Utagawa Toyokuni I (初代歌川豊国) (artist 1769 – 02/24/1825)
Bandō Mitsugorō III (坂東三津五郎) as an Edo magician (手妻江戸蔵) - performing the linking rings as 金は打
10 in x 15 in (Overall dimensions) woodblock print
Signed: Toyokuni ga (豊国画)
Publisher: Matsumura Tatsuemon
(Marks 311 - seal 02-040)
Censor's seal: kiwame
Waseda University - a different image by Yamamotoya Heikichi of this actor in this role
Indianapolis Museum of Art - a Kunisada print of Sawamura Gennosuke from Chūshingura, Act 8, Jōruri
Waseda University - another version by Kunisada dated 5/9/1830 This print represents a performance of Banzui Chōbei shōjin manaita (幡随長兵衛精進爼板 - 'Banzui Chōbei's Vegetarian Chopping Block') by Sakurada Jisuke I at Nakamura Theater in 1818. It was first performed at the Nakamura-za in Edo in August,1803. Banzui was an otokodate.
Waseda University has 7 different prints by Toyokuni I, including this one, from this particular performance.
As of August 2014 we have yet to resolve the relevance of this figure with the rings with the play mentioned above. However, Samuel P. Leiter did note that "In the original production, Matsumoto Kōshirō V played Chōbei, Nakayama Tomisaburō was Komurasaki, and Bandō Mitsugorō III acted Gonpachi." Perhaps this represents a point in that play where Gonpachi is in disguise.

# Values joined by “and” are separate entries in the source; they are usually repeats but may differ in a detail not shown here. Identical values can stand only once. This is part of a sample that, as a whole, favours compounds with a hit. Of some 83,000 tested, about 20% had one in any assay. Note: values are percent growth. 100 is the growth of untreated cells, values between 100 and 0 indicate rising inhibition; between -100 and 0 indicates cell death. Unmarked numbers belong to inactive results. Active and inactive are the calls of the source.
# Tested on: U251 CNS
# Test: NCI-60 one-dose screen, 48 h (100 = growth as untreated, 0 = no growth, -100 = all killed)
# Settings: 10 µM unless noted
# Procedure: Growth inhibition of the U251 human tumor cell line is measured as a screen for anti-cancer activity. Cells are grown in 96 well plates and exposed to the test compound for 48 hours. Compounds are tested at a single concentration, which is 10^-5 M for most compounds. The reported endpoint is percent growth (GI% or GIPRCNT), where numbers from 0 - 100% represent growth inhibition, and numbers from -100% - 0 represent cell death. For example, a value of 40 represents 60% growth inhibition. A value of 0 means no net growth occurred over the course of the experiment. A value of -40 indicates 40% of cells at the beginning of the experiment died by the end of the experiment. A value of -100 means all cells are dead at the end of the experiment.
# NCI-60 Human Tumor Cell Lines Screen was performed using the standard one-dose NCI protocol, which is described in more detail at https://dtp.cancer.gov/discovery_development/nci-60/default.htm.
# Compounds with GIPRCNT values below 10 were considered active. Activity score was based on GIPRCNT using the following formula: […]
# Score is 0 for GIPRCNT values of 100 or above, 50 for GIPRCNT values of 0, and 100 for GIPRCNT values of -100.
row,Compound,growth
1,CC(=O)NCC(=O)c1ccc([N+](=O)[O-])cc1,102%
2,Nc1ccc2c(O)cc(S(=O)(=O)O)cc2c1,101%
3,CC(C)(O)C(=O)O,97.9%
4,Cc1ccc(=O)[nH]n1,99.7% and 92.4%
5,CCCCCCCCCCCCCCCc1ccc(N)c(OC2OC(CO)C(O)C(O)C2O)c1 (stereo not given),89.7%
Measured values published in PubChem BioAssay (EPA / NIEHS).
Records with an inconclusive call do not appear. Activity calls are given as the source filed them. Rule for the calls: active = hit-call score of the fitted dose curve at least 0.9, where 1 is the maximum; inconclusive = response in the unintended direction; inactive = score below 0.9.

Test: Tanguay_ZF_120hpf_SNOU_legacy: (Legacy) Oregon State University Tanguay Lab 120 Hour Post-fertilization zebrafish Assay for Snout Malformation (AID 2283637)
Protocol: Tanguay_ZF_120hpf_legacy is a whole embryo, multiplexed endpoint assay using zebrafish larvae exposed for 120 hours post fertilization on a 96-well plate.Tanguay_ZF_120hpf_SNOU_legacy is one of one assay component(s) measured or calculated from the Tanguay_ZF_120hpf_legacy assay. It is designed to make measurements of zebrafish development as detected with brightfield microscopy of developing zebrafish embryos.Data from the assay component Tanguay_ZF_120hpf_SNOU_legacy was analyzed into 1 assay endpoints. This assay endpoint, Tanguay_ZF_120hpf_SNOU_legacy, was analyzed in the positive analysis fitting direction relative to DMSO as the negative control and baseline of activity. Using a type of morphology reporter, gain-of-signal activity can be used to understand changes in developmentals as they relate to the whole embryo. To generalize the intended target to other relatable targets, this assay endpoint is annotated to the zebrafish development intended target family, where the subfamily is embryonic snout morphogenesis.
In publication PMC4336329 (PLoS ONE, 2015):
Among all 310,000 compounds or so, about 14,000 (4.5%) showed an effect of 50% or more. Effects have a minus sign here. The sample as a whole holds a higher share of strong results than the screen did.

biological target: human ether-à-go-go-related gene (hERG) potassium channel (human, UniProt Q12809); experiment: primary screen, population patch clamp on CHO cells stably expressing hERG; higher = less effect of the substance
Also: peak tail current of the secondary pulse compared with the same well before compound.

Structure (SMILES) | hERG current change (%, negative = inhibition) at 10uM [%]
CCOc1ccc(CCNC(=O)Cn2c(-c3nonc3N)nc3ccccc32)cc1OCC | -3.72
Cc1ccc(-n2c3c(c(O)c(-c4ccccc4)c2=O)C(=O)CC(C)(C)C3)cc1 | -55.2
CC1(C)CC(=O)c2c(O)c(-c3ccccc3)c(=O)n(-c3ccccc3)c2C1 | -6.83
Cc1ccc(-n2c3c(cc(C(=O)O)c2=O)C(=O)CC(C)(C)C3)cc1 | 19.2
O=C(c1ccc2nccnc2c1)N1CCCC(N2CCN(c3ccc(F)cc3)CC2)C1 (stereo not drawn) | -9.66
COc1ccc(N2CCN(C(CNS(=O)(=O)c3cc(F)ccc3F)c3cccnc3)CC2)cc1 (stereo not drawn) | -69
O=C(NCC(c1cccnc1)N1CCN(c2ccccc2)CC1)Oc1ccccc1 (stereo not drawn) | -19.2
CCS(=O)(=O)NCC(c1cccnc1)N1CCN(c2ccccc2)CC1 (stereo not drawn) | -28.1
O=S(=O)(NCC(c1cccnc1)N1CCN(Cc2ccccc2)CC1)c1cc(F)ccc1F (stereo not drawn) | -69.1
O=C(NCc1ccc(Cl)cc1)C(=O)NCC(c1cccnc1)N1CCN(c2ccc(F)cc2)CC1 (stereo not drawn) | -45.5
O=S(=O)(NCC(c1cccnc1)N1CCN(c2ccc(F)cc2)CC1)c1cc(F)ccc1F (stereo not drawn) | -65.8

Above is a link to a Kunisada print of a fellow with rings in the Indianapolis Museum of Art. They link theirs to the Chūshingura - clearly noted in kanji at the top right, but as yet we don't know why. Perhaps this is a standard jōruri interlude between acts. The costuming is basically the same, but theirs has a landscape background, unlike the one here in the Lyon Collection.
There are two words in Japanese for magicians, conjurers and illusionists: tejina (手品) and tezuma (手妻).
Bandō Mitsugorō III (三代目坂東三津五郎: 11/1799 to 12/1831) (actor)
actor prints (yakusha-e - 役者絵) (genre)
Matsumura Tatsuemon (松村辰右衛門) (publisher)
Chūshingura (忠臣蔵 - 47 rōnin) (author)